Qatar, or as it is also sometimes called jamadhar, refers to the pinch daggers or daggers that have a brass grip. In translation, the word "Qatar" means: a tooth, a blade, or the most exotic meaning "the language of the god of death." Qatar is typically Indian weapon, although it is sometimes found in Indonesia, China and even Europe. The first mention of Qatar is dated to the 14 century, but Qatar was most prevalent in the 16-18 centuries.
Qatar is designed for stabbing, its blade often has the shape of an isosceles triangle and a diamond-shaped section. A characteristic feature of Qatar is a special form of the handle. Two plates (sometimes two rods) are attached to the base of the blade, which are arranged with the usual grip along the forearm. Most often they are parallel, or diverge at a not very large angle. Plates are interconnected by two crossbars, performing the role of the handle.
In the 18 century, due to the widespread use of firearms, they began to manufacture combined weapons everywhere. The design of the Qatar dagger made it easy to place firing devices on the side plates. In this form, the side plates served not only the role of protection for the hand and forearm against enemy strikes, but also served as the basis for attaching a firearm.
Flint pistols mounted on Qatar are most often box-construction.
Flintlock pistols, on the Qatar dagger presented, consist of a framework with a flintlock and a table. The frame is brass, on its side surfaces there is an engraving in the form of the head of an elephant and a wild boar. Locks without safety devices.
The Qatar dagger with flint pistols (Katar Flintlock Pistol), shown in the photo, has a narrow blade (usually this indicates the import origin of the blade). The base of the blade is attached with a triangular protrusion of the front part of the cross. The handle, side plates have decorations in the form of floral and floral ornaments and are trimmed along the contour with bead-shaped balls.
The blade of the Qatar is double-bladed with a central dale, has a length of 240 mm. Barrels steel pistols, length 50 mm. Two transverse plates of the handle have a rounded section.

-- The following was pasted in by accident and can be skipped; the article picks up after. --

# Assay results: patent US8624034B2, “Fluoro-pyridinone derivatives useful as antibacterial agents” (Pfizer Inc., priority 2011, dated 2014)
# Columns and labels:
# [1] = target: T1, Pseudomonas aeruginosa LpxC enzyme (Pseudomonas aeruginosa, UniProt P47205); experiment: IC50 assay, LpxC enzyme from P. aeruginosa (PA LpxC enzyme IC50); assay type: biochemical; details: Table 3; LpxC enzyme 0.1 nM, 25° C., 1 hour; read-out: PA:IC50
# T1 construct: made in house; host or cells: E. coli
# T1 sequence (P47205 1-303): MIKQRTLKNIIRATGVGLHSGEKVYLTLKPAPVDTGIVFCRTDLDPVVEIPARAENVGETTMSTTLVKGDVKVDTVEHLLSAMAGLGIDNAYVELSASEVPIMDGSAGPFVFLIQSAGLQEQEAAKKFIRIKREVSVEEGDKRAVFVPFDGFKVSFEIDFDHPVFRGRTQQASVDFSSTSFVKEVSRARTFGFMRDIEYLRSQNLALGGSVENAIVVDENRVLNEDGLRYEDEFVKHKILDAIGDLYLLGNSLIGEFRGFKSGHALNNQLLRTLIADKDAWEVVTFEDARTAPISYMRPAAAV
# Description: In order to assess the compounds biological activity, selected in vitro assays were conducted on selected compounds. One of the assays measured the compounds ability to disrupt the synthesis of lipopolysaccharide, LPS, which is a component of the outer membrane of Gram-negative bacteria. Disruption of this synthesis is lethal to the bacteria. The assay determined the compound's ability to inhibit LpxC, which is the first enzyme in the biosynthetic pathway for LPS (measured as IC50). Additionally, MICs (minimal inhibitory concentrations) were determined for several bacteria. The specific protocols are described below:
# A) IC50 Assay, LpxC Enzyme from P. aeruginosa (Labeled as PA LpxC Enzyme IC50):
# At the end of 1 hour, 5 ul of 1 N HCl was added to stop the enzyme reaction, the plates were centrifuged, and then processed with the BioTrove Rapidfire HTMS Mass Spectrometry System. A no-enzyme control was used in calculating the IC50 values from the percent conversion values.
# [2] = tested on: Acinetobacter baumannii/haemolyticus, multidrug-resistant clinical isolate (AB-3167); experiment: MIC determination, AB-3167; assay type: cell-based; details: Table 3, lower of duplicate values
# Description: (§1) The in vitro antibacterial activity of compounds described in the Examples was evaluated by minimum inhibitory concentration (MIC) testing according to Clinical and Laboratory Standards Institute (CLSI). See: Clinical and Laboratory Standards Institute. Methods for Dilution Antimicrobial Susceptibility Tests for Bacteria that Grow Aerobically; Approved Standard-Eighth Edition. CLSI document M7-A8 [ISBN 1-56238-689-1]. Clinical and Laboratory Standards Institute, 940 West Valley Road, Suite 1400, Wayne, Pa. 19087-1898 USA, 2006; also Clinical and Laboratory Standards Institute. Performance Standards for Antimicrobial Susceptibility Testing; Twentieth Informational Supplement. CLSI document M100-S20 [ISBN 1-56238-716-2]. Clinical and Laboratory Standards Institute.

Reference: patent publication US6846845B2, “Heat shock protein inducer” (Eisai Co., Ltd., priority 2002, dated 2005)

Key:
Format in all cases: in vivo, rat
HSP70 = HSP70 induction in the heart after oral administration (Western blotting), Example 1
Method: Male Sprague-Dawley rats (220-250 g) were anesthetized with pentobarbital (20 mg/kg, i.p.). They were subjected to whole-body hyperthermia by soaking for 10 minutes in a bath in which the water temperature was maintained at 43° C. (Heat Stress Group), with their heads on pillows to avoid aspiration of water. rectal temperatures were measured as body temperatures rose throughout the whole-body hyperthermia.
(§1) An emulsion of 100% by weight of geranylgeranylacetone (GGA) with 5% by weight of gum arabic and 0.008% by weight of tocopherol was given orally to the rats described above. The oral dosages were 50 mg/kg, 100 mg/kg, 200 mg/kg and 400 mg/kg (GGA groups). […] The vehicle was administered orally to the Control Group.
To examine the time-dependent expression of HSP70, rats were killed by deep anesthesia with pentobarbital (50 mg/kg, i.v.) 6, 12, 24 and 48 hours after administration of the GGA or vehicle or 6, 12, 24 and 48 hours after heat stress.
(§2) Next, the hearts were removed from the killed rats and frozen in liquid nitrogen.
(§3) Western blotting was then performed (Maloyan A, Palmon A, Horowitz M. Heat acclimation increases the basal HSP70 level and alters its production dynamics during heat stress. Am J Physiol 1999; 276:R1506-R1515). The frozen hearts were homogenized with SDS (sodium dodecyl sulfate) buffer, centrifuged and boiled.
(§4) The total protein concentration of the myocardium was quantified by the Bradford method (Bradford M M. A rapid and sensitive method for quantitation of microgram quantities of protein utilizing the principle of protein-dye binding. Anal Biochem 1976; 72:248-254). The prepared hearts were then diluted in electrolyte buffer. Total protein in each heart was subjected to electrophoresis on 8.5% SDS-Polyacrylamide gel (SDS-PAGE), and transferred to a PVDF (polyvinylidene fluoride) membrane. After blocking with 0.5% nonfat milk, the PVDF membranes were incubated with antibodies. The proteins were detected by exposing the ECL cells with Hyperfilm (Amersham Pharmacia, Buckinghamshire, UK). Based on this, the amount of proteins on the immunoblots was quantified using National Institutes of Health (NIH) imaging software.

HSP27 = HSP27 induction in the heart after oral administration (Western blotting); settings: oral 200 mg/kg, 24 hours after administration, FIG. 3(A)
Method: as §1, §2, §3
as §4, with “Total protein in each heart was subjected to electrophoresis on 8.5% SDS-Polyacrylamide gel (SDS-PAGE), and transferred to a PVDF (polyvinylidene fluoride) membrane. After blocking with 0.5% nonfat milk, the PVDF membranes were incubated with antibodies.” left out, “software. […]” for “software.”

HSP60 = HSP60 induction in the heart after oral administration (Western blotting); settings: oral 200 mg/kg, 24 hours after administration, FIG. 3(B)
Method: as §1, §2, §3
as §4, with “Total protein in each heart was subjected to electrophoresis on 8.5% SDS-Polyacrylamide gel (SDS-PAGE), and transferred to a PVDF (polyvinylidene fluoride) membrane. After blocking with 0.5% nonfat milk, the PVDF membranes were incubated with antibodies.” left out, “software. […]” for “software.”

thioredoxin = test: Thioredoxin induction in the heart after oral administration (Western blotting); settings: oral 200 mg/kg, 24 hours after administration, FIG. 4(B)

Firing devices are attached to the side plates with screws. Triggers with non-cocked triggers fit snugly to the front bar of the handle and do not interfere with the hand when stabbing with the blade.
The barrel of the pistols at the muzzle has a bell like a trombone. The outer surfaces of the trunks also have a decorative finish.
The Qatar dagger with flint pistols presented in this photo has a characteristic Indo-Persian blade. The blades of the Cathars were usually made of Indian damask (cast Damascus) or "wutz", most often they were wide at the base for inflicting heavy stab wounds.
The length of the blade of this Qatar 266 mm, the surface of the blade of the dagger is decorated with engraving with the image of two armed soldiers against the background of floral ornament.
The surface of the handle and side plates are inlaid with gold and decorated with complex floral and geometric patterns. Shooting devices - flint pistols boxlock construction, made entirely of steel. On the side surfaces of the frame there is an engraving. Triggers in this case are located closer to the base of the blade, so as not to interfere with the comfortable grip of the handle.
The side plates are flat, two transverse rods connecting them, which act as a handle, are slightly curved and have a rectangular cross-section. Silicon guns are fixed with screws on the first half of the side plates, between the base of the blade and the handle. The total length of the dagger pistol 422 mm.
Barrels of cylindrical pistols, length 45 mm, caliber 0,44 barrels.
The Qatar Flintlock Pistol is a very unusual and rare weapon. Its price on gun auctions reaches $ 6000 - $ 8000.